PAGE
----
Bongolan-Schwartz met her wife shortly after she began her degree program. Their meeting was assisted by the Bumble dating app.
“So I met my wife, technically, on Bumble,” said Bongolan-Schwartz. “But we don’t like to give it that much credit because the night that we matched, she was on her way to where I already was. And we got to meet that same night; so, the app really facilitated our meeting, right. We spent the night at Scarlet together.”
This was in August of 2019, and COVID was just around the corner.
“Basically, I was in school and doing therapy, and she was working in environmental work,” explained Bongolan-Schwartz. “And then COVID hit; and I was on a break from school and waitressing and doing case manager work. We started making bagels at home and selling them to friends and family and stuff. Then, when we started the farmers markets, we got into a commercial kitchen.”
In the haze of the pandemic, Bongolan-Schwartz and her then girlfriend created a new way of life for themselves.
“We were spending 24 hours together,” laughed Bongolan-Schwartz. “But it all worked out pretty well. I mean, a few months into the farmers markets, we were both doing it full time. I don’t know that it’s necessarily for everyone to work with your wife or husband, but we know a lot of couples in the biz.”
Out of the pandemic, Tali’s Bagels & Schmear was born. It began as a way of dealing with the trauma of a lockdown and led to the couple developing their entrepreneurial skills.
Bongolan-Schwartz and her wife got married in 2022, and she said that the community has been incredibly supportive of both their marriage and their business.
“We’re a very openly gay business,” said Bongolan-Schwartz. “You know, my wife and I, we posted our wedding photos when we took off for our wedding and everything. Most of our employees happen to be gay. I guess it’s just that people with similar backgrounds tend to find one another.”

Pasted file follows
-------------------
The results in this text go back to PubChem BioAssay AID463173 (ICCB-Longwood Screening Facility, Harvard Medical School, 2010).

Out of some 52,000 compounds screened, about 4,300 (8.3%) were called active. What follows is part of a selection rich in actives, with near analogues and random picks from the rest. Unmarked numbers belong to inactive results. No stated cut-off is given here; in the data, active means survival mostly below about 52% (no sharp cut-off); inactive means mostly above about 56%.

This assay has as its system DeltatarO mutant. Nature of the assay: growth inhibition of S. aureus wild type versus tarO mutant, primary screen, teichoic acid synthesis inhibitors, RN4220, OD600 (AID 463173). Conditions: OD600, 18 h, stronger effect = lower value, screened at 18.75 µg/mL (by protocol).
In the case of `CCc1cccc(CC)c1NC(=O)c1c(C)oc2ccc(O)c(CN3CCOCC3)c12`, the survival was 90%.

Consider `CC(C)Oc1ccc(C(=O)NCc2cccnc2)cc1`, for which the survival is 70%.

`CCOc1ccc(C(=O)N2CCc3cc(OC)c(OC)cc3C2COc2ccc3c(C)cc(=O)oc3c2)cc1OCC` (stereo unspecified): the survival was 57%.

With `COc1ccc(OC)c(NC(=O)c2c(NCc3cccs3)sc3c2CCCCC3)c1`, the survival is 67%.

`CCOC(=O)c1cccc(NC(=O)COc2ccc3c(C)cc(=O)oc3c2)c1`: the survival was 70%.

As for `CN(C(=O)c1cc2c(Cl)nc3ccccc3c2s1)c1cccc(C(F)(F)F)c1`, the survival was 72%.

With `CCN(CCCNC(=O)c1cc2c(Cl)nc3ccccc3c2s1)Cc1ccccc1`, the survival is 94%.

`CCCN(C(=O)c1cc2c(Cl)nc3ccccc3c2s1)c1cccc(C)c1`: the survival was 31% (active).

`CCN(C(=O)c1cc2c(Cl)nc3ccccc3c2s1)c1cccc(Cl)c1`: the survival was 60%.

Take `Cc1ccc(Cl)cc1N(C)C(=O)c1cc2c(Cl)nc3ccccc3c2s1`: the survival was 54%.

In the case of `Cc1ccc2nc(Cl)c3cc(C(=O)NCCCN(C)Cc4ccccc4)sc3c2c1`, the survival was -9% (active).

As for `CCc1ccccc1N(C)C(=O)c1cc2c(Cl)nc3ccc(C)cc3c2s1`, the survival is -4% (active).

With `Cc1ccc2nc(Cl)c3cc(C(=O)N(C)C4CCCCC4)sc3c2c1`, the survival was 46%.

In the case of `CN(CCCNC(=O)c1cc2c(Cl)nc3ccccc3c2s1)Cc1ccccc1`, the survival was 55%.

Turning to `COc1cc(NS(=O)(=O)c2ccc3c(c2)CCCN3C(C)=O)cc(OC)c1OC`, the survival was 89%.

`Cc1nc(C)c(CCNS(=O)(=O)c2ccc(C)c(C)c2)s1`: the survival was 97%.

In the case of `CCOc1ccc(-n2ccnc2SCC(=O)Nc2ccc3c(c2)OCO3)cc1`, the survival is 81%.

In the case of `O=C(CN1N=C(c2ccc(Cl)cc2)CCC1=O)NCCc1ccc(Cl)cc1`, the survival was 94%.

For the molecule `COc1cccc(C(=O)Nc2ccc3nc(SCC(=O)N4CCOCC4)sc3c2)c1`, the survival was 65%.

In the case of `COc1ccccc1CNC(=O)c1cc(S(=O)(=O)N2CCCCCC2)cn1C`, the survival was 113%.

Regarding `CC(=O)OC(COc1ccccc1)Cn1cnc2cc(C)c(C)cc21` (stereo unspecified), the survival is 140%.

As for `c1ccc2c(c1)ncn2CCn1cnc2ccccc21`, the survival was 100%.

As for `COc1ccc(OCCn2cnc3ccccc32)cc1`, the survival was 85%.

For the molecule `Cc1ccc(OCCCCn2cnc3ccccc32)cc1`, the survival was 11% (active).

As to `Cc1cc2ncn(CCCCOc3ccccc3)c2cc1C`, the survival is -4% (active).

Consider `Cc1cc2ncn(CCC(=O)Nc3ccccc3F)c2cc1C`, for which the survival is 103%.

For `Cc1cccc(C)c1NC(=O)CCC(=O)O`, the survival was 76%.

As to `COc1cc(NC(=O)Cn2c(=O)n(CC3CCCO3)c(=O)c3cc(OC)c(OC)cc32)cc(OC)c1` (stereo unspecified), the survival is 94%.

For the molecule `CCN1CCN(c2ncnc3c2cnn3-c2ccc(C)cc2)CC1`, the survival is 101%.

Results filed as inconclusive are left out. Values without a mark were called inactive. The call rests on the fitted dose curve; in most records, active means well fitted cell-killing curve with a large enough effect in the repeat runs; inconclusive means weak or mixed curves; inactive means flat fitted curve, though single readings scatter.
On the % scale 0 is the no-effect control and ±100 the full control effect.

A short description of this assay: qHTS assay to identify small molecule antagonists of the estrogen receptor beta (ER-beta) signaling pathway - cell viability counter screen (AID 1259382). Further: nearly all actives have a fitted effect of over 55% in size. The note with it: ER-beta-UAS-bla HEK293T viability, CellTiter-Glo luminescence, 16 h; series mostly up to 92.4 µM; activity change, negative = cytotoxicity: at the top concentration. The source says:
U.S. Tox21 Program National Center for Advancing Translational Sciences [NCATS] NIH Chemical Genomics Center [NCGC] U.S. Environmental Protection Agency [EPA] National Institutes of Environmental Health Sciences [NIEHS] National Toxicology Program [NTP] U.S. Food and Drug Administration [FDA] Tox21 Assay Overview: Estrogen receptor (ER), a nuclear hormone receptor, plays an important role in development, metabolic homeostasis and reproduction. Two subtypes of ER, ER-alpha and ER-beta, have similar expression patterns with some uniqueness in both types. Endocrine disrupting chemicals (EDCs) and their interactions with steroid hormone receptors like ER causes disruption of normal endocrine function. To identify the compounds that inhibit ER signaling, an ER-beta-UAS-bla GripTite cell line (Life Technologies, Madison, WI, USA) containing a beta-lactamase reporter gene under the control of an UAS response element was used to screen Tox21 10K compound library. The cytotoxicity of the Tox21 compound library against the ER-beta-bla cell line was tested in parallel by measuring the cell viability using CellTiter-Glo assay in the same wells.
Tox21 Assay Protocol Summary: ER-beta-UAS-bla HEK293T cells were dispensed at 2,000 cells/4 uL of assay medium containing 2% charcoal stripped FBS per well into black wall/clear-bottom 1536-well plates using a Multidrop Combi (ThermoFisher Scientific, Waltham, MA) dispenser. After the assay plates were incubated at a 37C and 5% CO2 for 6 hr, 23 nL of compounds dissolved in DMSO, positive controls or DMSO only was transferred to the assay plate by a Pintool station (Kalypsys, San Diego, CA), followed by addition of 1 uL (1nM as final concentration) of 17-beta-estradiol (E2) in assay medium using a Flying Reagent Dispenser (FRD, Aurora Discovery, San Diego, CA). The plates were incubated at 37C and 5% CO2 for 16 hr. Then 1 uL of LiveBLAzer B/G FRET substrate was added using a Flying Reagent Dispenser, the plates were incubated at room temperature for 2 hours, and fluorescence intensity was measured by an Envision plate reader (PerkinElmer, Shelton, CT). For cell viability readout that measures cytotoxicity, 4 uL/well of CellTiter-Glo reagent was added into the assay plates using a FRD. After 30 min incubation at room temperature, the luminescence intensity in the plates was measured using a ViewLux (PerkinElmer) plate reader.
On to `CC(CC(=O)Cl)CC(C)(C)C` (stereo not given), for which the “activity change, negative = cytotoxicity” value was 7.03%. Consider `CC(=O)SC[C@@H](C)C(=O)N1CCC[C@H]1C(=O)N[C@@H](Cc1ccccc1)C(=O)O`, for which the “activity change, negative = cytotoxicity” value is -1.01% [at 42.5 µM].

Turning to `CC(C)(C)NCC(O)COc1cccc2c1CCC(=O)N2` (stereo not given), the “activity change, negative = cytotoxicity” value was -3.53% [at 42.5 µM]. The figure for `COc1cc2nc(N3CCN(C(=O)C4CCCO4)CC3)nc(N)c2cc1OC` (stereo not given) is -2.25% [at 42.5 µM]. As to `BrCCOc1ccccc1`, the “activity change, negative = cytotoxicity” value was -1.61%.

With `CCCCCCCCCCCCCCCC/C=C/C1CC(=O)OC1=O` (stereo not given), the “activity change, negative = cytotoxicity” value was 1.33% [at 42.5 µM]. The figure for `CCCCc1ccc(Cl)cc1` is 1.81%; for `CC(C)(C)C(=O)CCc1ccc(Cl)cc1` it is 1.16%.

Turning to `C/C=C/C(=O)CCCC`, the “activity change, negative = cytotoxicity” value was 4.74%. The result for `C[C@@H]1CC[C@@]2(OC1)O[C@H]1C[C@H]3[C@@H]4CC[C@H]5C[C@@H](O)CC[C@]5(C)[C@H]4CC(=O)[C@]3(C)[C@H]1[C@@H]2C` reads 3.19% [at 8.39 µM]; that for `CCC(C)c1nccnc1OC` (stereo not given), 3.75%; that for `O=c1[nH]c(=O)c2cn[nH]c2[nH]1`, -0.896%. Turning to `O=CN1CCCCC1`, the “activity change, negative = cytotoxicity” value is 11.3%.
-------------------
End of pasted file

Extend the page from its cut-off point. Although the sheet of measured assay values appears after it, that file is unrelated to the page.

KHON2.com asked Bongolan-Schwartz what advice she would give to someone who is coming out “later” in life. Her biggest takeaway from her own experiences was the value of patience.
“Be patient, but also be gentle with yourself,” said Bongolan-Schwartz. “Our society and the world has really come a long way. It’s easy to see other people who know themselves from such a young age and to feel like you’re abnormal, that everyone else has it figured out. But the reality is that in any type of gay community, they’re always the people who figure it out later in life.”
She went on to explain further.
“Give yourself some grace and be kind to yourself because no one’s gonna ostracize you from the community for coming out later in life, concluded Bongolan-Schwartz. “It’s always been part of our stories, and it will continue to be.”
As Pride month in Honolulu continues, there are lots of activities to experience. If you need resources, then you can check out information at this link.
Get news on the go with KHON 2GO, KHON’s morning podcast, every morning at 8
It’s important to remember that no two people are the same. We all have our own experiences, and we all have our own interpretations of how we approach our community. So, be respectful and understand that we’re all simply trying to make our way through this life the best way that we can.